Story Courtesy of Alice Springs News Online- Posted 22/11/2018
Living in Hope, a memoir by Stolen Generations survivor, the late Frank Byrne, with Frances Coughlan and Gerard Waterford, has won the 2018 Most Underrated Book Award, offered by the Small Press Network.
The announcement was made tonight as the SPN Independent Publishing Conference opened in Melbourne.The award was accepted on his father’s behalf by Trevor Byrne.
“It is very important for people to learn what happened back in them days, the way the government system was authorised to take kids away from their parents. People need to learn from that history. The MUBA win gets our dad’s story out there and people need to understand his story doesn’t just re ect what happened to Aboriginal people here, but what has happened to Indigenous Peoples across the world,” said Mr Byrne.
The MUBA is in its seventh year. Frank Byrne is the first Indigenous Australian author to win the award and Living in Hope is the first memoir to win.
The win follows the award of ‘Best Non-Fiction’ title for Living in Hope at the 2018 Territory Read Award.
Frank Byrne was born in 1937 at Christmas Creek (Fitzroy Crossing) to a Gooniyandi woman and an Irish stockman. In 1942, he was taken from his mother and sent to Moola Bulla native station; two years later he was moved on to Beagle Bay mission, before returning to Christmas Creek in 1951 to become a stockman. In 2000, Frank began formal enquiries into where his mother’s remains were laid to rest and in 2015 worked with Gerard Waterford and Frances Coughlan on Living in Hope, with the early chapters drafted during a trip through the Kimberley region. Frank was diagnosed with cancer shortly after returning from the Kimberley region and, as his book neared completion, Frank’s life was also drawing to an end. He died on 20 October 2017.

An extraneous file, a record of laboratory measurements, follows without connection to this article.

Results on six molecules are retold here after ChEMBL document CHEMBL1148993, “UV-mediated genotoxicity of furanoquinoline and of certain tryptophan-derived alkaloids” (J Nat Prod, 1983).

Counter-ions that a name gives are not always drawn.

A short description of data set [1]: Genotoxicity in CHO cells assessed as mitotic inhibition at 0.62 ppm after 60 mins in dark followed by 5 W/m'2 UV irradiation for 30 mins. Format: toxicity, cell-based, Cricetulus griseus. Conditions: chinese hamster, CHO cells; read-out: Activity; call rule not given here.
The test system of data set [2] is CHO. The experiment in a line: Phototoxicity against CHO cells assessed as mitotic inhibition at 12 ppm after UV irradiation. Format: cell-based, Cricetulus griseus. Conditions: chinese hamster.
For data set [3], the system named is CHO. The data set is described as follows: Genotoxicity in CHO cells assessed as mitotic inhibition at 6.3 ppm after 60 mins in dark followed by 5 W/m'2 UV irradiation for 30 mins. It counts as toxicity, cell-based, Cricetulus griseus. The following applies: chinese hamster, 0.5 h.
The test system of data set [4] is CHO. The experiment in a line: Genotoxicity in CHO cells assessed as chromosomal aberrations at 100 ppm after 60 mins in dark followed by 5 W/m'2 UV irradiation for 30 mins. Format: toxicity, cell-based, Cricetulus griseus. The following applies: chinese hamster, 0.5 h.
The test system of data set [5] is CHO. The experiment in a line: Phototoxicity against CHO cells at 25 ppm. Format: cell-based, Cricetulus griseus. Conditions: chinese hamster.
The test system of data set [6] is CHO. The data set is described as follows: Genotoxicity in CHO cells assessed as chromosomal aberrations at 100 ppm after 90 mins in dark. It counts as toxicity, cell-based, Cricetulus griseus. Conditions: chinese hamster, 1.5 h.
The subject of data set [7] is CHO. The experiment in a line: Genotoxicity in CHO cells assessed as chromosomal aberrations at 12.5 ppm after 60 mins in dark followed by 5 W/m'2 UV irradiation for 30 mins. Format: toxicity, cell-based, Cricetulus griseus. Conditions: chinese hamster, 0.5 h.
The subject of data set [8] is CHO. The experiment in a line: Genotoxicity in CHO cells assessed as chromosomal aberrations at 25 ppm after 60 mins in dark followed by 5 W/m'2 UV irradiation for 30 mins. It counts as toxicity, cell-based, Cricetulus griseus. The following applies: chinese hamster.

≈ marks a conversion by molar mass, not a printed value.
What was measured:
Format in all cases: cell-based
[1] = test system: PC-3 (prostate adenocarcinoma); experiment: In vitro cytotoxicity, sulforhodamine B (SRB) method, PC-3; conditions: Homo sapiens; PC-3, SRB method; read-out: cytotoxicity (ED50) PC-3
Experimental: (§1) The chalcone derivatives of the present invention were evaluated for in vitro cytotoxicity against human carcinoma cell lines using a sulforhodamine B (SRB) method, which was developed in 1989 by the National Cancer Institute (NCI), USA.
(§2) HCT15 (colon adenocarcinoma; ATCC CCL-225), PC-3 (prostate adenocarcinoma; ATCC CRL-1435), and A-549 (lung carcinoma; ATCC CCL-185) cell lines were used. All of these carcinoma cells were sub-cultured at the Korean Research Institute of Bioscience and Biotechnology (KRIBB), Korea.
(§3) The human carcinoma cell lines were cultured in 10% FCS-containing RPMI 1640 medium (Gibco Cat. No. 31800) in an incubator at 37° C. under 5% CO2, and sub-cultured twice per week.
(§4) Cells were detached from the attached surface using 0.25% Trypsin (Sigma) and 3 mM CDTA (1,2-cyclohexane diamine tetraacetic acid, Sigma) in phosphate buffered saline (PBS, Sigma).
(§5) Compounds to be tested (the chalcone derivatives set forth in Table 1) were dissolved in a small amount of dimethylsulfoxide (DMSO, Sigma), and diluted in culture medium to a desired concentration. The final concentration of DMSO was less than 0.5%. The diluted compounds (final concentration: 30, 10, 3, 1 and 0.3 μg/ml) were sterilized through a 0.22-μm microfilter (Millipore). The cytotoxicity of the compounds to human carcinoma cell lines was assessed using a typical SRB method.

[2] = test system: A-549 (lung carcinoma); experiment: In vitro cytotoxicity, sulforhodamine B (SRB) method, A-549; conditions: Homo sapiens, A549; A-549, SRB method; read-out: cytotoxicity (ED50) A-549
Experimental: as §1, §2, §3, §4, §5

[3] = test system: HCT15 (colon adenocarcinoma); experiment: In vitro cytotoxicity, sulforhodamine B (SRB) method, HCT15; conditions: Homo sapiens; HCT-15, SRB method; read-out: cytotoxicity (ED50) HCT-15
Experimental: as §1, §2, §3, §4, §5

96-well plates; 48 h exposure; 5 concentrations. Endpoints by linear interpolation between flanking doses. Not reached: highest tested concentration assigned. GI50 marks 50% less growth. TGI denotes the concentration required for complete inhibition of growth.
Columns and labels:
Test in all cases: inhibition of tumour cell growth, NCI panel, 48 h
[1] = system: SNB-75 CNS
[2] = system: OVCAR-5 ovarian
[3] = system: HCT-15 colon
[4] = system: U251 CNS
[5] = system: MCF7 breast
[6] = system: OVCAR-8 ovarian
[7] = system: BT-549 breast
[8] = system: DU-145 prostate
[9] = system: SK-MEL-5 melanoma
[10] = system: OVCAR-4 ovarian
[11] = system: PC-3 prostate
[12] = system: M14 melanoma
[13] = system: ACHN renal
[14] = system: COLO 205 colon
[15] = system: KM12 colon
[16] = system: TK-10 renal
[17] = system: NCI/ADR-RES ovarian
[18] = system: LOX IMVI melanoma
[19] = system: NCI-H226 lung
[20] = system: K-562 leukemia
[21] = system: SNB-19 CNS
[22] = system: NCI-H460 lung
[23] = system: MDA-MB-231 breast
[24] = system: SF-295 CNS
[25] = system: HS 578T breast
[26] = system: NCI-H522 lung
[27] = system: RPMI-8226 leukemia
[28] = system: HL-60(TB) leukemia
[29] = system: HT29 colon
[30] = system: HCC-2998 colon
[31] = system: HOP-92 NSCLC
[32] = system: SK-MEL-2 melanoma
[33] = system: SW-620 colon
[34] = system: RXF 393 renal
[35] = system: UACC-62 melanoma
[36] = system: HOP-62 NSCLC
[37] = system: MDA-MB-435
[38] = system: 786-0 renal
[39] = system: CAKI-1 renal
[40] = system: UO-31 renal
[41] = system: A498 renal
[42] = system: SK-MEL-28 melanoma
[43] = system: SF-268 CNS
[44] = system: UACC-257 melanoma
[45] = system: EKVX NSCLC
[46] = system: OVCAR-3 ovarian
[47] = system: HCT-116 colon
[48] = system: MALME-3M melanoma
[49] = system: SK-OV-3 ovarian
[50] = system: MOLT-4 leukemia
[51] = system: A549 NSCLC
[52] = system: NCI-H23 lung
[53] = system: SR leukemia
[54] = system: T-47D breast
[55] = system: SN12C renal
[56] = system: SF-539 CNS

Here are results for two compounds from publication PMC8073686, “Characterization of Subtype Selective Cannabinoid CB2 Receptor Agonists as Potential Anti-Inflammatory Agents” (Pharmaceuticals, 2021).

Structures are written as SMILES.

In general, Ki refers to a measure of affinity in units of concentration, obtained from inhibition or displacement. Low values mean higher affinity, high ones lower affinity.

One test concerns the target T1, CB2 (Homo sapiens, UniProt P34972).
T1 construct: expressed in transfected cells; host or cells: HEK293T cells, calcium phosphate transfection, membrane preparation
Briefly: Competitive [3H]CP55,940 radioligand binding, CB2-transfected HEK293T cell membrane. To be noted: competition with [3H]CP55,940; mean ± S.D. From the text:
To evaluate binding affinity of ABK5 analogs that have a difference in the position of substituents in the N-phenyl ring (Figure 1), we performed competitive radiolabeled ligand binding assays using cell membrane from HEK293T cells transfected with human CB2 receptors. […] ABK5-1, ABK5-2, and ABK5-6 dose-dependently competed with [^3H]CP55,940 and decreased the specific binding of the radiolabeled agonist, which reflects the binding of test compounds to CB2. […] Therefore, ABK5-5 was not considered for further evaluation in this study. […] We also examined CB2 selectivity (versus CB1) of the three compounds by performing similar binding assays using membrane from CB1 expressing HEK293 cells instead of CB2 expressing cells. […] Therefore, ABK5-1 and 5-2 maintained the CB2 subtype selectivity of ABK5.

Above: Co-authors Gerard Waterford and Frances Coughlan with sons of the late Frank Byrne, Trevor Byrne (second from left) and Frank Kenny, in Melbourne today ahead of the award ceremony. Photo courtesy Ptilotus Press.
Kimberley Stolen Generation photograph of the late Frank Byrne at Wuggubun Community.
To learn more about Frank and his story you can also look at SBS on Demand for Documentary Case 442. https://www.sbs.com.au/guide/video/938361411836/Case-442
You may need to create an account to view. It is difficult to describe in words the impact this film has on the viewer. It educates Australians on the journey of a Stolen Generation man who was kind enough to allow his story to be filmed as he searched for his deceased mother in order to lay her spirit to rest in her traditional country of Fitzroy Crossing. The documentary follows through on complexities of finding family and place and the research it takes to do.
KSGAC highly recommends this documentary as a primary resource to help promote understanding of Stolen Generation people, Australia’s history of forced removal of Indigenous children and the ongoing struggles of individual’s and communities who are still trying to locate family today.
We are grateful to have known Frank Byrne and humbled by his courage.